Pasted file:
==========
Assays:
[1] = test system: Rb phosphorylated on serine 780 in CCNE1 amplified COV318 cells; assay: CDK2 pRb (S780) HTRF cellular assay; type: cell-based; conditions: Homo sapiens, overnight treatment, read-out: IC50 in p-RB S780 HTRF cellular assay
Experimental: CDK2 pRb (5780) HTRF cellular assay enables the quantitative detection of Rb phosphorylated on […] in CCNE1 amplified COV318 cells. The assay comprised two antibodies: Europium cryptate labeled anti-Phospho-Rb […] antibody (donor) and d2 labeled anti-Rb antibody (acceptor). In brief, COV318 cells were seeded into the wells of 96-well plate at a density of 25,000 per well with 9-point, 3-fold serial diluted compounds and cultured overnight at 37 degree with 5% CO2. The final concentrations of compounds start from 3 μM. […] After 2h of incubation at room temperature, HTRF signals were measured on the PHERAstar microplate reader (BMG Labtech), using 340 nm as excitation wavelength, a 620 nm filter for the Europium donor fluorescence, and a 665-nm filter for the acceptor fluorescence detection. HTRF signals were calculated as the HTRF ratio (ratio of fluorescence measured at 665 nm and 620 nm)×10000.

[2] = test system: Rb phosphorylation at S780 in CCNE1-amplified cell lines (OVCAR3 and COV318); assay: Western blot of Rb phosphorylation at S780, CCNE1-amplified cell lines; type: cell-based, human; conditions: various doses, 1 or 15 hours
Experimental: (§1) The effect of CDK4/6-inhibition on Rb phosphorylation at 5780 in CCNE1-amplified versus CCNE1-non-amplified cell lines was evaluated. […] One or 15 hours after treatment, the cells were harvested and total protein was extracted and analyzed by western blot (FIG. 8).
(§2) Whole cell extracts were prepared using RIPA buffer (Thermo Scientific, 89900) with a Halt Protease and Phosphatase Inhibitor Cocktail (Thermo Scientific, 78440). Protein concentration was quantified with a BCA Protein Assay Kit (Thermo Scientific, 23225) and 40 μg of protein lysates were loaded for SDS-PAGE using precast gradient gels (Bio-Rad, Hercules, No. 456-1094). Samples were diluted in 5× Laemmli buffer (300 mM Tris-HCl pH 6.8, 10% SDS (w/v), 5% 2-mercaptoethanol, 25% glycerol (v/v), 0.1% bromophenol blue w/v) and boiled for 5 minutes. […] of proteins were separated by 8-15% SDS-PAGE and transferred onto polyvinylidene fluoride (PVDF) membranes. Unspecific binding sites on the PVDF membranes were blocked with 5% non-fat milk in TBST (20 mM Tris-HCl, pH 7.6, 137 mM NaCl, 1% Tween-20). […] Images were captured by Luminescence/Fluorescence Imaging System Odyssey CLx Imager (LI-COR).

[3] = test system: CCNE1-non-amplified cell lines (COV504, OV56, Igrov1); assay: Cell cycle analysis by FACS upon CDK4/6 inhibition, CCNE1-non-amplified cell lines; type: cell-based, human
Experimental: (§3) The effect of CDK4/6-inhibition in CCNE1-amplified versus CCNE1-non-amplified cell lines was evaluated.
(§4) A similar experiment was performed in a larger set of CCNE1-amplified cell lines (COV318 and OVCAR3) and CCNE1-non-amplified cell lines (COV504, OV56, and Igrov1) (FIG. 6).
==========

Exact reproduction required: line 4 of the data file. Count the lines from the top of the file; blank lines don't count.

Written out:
[2] = test system: Rb phosphorylation at S780 in CCNE1-amplified cell lines (OVCAR3 and COV318); assay: Western blot of Rb phosphorylation at S780, CCNE1-amplified cell lines; type: cell-based, human; conditions: various doses, 1 or 15 hours